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Section 144: Protests  against Citizenship Amendment Act & Section 144

  • IASbaba
  • December 20, 2019
  • 0
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POLITY

TOPIC: General Studies 2:

  • Important aspects of governance, transparency and accountability, e governance- applications, models, successes, limitations, and potential; citizens charters, transparency & accountability and institutional and other measures.
  • Role of civil services in a democracy.

Section 144: Protests  against Citizenship Amendment Act & Section 144

Daily Current Affairs IAS | UPSC Prelims and Mains Exam – 20th December 2019

Daily Current Affairs IAS | UPSC Prelims and Mains Exam – 20th December 2019

SRC: ET

Context:

  • As protesters against the Citizenship Amendment Act hit the streets in large numbers in several states , state governments sought to tamp down on the demonstrations by issuing prohibitory orders under Section 144 of the Code Of Criminal Procedure (CrPC), 1973.

Section 144 CrPC:

  • Section 144 CrPC, a law retained from the colonial era,.
  • It empowers a district magistrate, a sub-divisional magistrate or any other executive magistrate specially empowered by the state government in this behalf to issue orders to prevent and address urgent cases of apprehended danger or nuisance.
  • The magistrate has to pass a written directed against a particular individual, or to persons residing in a particular place or area, or to the public generally .
  • In emergency cases, the magistrate can pass these orders without prior notice to the individual against whom the order is directed.

Powers under Section 144 CrPC

  • The magistrate can direct any person to abstain from a certain act or to take a certain order with respect to certain property in his possession or under his management.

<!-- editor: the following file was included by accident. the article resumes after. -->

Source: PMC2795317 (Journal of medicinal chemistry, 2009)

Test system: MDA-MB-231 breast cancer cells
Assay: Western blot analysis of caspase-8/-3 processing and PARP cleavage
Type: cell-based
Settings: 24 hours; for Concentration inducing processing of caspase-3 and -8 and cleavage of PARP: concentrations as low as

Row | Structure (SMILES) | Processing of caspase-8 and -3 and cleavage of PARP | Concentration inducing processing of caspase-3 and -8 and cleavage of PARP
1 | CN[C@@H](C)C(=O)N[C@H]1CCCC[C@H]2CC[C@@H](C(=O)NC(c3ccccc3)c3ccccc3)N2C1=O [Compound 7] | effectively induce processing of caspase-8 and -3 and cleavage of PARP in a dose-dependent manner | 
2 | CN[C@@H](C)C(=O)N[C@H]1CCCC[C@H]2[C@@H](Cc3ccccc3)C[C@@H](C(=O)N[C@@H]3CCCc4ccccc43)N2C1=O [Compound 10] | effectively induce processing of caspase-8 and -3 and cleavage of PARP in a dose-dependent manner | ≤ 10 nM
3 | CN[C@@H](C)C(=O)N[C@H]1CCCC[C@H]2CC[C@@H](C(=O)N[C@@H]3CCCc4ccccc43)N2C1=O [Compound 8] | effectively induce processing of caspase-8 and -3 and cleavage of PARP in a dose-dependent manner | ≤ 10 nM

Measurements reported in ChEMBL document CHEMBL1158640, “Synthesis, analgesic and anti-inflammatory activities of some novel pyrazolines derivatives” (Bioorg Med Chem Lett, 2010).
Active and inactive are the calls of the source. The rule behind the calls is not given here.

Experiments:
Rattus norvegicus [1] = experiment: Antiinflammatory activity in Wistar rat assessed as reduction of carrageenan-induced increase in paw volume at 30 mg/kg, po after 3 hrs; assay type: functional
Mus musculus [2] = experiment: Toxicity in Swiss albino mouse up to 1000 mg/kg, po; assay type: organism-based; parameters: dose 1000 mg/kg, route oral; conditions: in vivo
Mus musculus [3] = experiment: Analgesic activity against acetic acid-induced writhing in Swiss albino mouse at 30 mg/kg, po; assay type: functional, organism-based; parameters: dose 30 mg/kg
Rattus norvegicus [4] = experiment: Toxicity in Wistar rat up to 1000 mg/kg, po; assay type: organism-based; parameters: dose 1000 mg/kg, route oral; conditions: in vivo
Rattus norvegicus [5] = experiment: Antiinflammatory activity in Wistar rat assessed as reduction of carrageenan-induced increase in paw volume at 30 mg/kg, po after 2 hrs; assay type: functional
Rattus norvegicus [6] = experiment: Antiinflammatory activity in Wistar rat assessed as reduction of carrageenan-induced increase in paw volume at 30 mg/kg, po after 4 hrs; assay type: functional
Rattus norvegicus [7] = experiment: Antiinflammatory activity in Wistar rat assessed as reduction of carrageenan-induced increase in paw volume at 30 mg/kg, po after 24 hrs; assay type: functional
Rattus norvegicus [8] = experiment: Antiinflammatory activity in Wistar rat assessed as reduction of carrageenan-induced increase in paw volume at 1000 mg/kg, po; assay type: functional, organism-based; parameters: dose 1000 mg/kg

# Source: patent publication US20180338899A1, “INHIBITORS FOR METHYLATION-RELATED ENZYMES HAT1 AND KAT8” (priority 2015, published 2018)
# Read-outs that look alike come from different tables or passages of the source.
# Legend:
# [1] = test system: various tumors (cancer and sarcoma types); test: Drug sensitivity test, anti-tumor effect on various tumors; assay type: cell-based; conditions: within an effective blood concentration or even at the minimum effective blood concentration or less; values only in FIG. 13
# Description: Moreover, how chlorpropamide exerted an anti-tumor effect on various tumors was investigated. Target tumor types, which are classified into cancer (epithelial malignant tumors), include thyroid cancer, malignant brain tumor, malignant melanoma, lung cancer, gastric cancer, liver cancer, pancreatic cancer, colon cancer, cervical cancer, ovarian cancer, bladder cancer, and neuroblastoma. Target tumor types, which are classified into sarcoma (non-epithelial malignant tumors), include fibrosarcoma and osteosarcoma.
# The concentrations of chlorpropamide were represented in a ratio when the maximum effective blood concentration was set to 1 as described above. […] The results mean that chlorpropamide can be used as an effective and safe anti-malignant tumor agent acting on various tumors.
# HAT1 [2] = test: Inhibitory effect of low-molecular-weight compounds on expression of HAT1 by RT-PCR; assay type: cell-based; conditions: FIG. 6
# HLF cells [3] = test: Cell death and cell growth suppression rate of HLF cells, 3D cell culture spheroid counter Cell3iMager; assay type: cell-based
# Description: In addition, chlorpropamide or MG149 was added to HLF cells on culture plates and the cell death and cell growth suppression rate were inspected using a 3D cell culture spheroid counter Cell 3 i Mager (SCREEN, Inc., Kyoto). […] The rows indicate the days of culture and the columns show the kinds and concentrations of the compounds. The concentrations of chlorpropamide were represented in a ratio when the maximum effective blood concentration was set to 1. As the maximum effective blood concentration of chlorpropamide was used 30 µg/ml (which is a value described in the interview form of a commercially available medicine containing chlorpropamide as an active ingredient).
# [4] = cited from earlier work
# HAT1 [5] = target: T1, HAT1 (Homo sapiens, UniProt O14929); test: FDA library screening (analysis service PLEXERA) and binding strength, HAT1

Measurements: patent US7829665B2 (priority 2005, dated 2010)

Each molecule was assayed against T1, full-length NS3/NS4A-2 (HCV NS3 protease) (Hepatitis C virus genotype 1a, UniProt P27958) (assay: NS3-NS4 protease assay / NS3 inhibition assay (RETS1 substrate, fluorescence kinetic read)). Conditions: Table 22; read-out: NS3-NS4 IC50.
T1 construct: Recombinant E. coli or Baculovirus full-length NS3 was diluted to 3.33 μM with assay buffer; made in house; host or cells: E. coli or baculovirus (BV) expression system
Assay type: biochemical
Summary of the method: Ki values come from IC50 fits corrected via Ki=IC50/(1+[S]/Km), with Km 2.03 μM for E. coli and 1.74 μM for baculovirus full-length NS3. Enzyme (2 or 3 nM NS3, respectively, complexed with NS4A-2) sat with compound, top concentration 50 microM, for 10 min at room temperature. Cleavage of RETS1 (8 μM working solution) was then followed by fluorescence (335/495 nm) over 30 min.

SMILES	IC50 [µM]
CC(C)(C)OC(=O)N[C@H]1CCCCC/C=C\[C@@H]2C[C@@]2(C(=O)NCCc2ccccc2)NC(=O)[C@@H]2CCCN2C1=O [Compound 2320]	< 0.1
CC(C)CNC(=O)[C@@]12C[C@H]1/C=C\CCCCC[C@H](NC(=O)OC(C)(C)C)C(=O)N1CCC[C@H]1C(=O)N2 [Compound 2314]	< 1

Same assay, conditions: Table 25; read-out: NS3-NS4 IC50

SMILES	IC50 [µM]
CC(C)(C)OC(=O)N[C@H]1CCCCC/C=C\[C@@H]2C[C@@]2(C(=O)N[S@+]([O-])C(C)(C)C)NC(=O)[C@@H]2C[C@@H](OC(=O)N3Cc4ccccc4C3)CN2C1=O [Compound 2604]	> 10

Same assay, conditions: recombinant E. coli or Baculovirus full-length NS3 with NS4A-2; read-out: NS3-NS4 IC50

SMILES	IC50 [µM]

• This usually includes restrictions on movement, carrying arms and from assembling unlawfully. It is generally believed that assembly of three or more people is prohibited under Section 144. 
  • It can be used to restrict even a single individual. 
  • Order passed under Section 144 can remain in force for more than two months from the date of the order

Criticisms:

  • It is too broad and the words of the section are wide enough to give absolute power to a magistrate that may be exercised unjustifiably.
  • An aggrieved individual can approach the High Court by filing a writ petition if his fundamental rights are at stake. However, fears exist that before the High Court intervenes, the rights could already have been infringed
  • Imposition of Section 144 to an entire state has also drawn criticism since the security situation differs from area to area.

SC Judgements:

1961 in Babulal Parate vs State of Maharashtra and Others

  • The Supreme Court refused to strike down the law, saying it is “not correct to say that the remedy of a person aggrieved by an order under the section was illusory”.

1970 (Madhu Limaye vs Sub-Divisional Magistrate)

  • a seven-judge Bench the power of a magistrate under Section 144 “is not an ordinary power flowing from administration but a power used in a judicial manner and which can stand further judicial scrutiny”.
  • It ruled that the restrictions imposed through Section 144 cannot be held to be violative of the right to freedom of speech and expression, which is a fundamental right because it falls under the “reasonable restrictions” under Article 19(2) of the Constitution. The fact that the “law may be abused” is no reason to strike it down

Conclusion:

  • Section 144 is a useful tool to help deal with emergencies. However, absence of any narrow tailoring of wide executive powers with specific objectives, coupled with very limited judicial oversight over the executive branch, makes it ripe for abuse and misuse.

Connecting the dots:

  • Do you think Section 144 is being misused?
  • Do you think Section 144 curbs Fundamental rights?

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